Sleeping giant Japan turns to tourism to wake up its economy

The nation hopes to rise from the tsunami's devastation, just
as it did from the ravages of war. Mark Leftly reports from
Tokyo

Takata, a shaven headed forty-something with 15 years training
in the Japanese art of Inami wood carving, sits cross-legged as he
chisels an incredibly ornate dragon's head for a nearby temple. A
few feet away, the Asahi brewery hands out free samples of its
wares, which are readily snapped up by thirsty Westerners who will
later feast on thinly sliced, melt-in-the-mouth Wagyu beef.

The elaborate hospitality was on display at the World Travel and Tourism Council conference in Tokyo last week, which attracted big-name speakers including Willie Walsh, boss of International Airlines Group (IAG) and Chris Nassetta, chief executive of Hilton Worldwide. This is part of the country's push to rebuild its economy through sectors outside of its traditional strengths following the great tsunami and earthquake that struck the east coast last year.

Even by the most generous measure, travel and tourism today provides no more than 7 per cent of the country's GDP. Ken Okuda, Japan's vice-minister for land, infrastructure, transport and tourism, says that the government wants to double the number of visitors to the country to 18 million within four years.

"Japan continues to be a safe and secure destination, just like it was before the earthquake," he says. "But there is greater room for growth. This [tourism] represents a star of hope."

Japan is looking to diversify an economy that is best known as an industrial powerhouse, but for decades has been badly drained by an ageing population and declining birth rate. Sir Martin Sorrell, chief executive of the advertising group WWP, is typically blunt: "Japan is the third largest economy in the world, but that economic engine hasn't really functioned for 20-odd years."

The industrial strength was the result of reconstruction in the aftermath of the Second World War; now the earthquake will be used to rebuild the country as a tourism hub.

Prime minister Yoshihiko Noda, right, told the conference that "tourism is the frontier for Japan ... vitalising the economy", but the difficulties of achieving such growth can be found in less salubrious parts of Tokyo.

In the working-class Asakusa district, there are still signs of the damage caused by the earthquake. In the apartment block where Chris, a Bromley-raised English language adviser to some of the biggest banks, lives, the roof of one neighbouring building rests against the wall of another. Before March last year, there was a two-to-three-foot gap between them.

On the east bank of the Sumida river, that runs through the district, lie the buildings of the Asahi headquarters, renowned for a Philippe Starck-designed "flame of gold" that is more accurately described as the "golden turd" by locals. So low-lying is this area that it would most likely be wiped out by floods should a powerful earthquake hit the city – and academics at Tokyo University believe there is a 70 per cent chance of that happening within four years.

"From what I heard, immediately after the tsunami real-estate prices close to the ocean started falling," says Chris. "Everyone in Tokyo felt that earthquake, and everyone here knows that we could be hit. But the Japanese people have selective memory loss; they try to forget the bad things that happen. House prices recovered and they might have been worried in the wake of the tsunami, but not now."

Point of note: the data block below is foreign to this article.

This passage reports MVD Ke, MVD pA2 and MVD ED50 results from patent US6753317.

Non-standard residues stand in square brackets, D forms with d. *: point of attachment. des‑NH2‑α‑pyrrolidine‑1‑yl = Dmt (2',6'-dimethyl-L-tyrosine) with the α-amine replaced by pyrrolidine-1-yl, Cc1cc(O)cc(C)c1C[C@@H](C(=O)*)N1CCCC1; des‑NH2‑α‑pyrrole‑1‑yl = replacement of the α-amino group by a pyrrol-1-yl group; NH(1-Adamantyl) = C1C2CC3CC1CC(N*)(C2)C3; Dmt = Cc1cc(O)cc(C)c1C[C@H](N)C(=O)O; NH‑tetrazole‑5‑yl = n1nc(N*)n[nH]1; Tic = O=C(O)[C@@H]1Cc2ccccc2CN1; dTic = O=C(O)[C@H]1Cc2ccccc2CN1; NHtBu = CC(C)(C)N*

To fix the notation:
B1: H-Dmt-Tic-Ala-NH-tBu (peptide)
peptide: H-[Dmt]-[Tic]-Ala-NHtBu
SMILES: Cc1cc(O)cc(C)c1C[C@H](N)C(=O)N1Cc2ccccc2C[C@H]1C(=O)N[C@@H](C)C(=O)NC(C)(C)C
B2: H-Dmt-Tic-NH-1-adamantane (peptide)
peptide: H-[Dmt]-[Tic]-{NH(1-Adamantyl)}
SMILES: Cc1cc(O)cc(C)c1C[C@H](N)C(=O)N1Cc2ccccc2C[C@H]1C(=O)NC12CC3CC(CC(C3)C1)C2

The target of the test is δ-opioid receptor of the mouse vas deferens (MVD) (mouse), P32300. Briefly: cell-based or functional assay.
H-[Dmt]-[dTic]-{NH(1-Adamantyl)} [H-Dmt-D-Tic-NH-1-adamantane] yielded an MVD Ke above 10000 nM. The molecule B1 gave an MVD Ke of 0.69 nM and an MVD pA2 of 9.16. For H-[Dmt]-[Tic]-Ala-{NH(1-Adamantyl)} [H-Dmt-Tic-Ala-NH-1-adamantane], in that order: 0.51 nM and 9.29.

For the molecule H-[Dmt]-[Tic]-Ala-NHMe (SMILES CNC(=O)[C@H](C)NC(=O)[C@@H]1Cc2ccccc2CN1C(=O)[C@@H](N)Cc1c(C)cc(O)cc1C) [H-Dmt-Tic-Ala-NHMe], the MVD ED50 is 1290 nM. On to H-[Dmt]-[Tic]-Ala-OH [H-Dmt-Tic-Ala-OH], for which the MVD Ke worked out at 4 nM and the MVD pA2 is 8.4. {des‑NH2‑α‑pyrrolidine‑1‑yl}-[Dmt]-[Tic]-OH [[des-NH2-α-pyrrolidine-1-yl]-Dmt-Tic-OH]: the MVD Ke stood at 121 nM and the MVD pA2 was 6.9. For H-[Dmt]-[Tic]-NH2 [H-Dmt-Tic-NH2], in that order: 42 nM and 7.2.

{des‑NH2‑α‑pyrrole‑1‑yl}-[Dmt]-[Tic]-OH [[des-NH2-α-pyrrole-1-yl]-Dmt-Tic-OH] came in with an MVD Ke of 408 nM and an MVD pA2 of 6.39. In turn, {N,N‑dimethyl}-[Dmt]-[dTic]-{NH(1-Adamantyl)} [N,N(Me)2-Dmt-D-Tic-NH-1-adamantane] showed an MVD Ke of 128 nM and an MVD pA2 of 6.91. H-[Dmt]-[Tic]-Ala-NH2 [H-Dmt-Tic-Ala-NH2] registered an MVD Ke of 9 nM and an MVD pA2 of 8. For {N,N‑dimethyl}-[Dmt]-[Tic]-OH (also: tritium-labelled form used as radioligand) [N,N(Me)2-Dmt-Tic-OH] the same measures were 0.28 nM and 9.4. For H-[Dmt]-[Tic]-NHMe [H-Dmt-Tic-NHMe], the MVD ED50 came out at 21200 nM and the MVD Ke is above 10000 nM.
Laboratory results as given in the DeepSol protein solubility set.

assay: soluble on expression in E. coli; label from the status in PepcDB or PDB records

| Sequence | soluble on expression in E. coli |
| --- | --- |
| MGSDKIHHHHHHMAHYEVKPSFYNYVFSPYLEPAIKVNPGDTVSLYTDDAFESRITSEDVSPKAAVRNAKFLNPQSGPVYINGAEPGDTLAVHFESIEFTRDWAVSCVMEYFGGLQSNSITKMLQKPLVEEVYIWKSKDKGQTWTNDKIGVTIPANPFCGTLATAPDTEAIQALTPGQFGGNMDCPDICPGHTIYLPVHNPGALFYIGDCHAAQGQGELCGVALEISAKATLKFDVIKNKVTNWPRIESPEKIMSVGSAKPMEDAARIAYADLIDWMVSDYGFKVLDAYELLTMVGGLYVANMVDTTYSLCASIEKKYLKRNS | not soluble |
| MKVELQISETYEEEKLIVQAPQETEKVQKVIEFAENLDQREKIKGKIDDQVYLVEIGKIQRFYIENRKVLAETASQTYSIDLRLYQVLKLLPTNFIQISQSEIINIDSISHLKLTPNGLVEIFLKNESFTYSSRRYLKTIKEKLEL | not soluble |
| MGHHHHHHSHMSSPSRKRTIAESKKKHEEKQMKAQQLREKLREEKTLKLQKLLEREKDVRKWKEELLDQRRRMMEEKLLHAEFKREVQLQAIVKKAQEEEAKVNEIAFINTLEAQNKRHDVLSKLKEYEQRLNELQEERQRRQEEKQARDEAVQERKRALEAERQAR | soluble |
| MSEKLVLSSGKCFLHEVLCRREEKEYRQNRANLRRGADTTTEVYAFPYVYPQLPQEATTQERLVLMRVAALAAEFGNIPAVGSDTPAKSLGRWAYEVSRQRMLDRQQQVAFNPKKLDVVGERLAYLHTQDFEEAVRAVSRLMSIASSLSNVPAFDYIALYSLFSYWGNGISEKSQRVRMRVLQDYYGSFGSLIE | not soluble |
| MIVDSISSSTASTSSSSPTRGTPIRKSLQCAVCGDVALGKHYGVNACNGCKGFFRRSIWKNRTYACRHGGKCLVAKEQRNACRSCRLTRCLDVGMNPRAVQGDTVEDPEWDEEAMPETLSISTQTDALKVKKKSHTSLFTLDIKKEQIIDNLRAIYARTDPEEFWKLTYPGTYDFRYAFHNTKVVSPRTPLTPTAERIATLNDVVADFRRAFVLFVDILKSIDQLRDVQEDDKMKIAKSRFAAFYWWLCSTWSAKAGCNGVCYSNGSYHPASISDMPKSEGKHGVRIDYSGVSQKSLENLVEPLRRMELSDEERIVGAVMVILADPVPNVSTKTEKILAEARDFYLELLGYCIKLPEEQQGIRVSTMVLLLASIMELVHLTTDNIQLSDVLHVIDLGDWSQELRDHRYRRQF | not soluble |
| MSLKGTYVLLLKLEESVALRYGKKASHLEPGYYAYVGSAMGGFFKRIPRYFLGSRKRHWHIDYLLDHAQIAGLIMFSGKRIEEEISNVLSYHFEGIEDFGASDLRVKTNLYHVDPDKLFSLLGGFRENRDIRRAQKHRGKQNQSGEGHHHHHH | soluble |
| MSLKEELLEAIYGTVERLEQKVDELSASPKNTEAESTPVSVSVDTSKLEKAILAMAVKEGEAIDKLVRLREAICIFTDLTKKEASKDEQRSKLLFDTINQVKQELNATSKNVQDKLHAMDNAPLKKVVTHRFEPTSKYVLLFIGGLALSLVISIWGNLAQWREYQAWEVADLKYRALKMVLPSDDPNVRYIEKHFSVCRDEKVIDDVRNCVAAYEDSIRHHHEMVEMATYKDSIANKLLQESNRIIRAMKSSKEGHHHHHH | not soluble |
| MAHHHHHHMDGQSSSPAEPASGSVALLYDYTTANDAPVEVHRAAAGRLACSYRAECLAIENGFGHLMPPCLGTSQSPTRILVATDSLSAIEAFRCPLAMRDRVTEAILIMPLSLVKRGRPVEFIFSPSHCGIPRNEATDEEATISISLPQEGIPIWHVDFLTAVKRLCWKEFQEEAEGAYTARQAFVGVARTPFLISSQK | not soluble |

Jeff, a Canadian who is editor-in-chief of a popular ex-pat magazine, nurses a £6.85 bottle of beer in Roppongi, an area that is at once seedy and corporate, with adult entertainment themed bars, and towers that house huge corporations such as Google and Barclays Capital.

Jeff points out that the disaster has fundamentally altered the plans of even relatively simple businesses. His magazine used to run weekly, but ink shortages, after factories were hit by the disasters, forced it to print fortnightly. Now it focuses increasingly on its online presence.

Despite the prospect of more earthquakes and certain supply problems, there are signs that the global tourism industry is looking to expand into Japan. IAG's Walsh, for example, says he is "deeply impressed" by the country's post-tsunami recovery and confirms his company will take a small stake – probably less than 10 per cent – in flag carrier Japan Airlines when it lists on the Tokyo stock exchange later this year.

Jesper Koll, the director of equity research at JP Morgan in Japan, adds: "There is no easy growth. But there are powerful resources that are in place. The events of 3/11 ripped corporate Japan out of its complacency – corporates being bought and sold are up six-fold since last year."

While there has been virtually zero growth for years, Japan has invested about 3.5 per cent of its national income in research and development, second globally only to Israel. That alone suggests that a hugely skilled workforce with technological advantages could help less developed sectors grow quickly.

Finally, there is a change in attitude towards tourism, claims Mutsutake Otsuka, vice-chairman of the conference's host committee. "For tourism Japan is 30th around the world, a very sad number. Tourism was looked down upon as fooling around, sloth. But tourism will mean that every citizen will lead a more affluent lifestyle."

Heady ambitions in seemingly dangerous times, but there are signs tourism could be the way Japan wakes itself from of its economic slumber.

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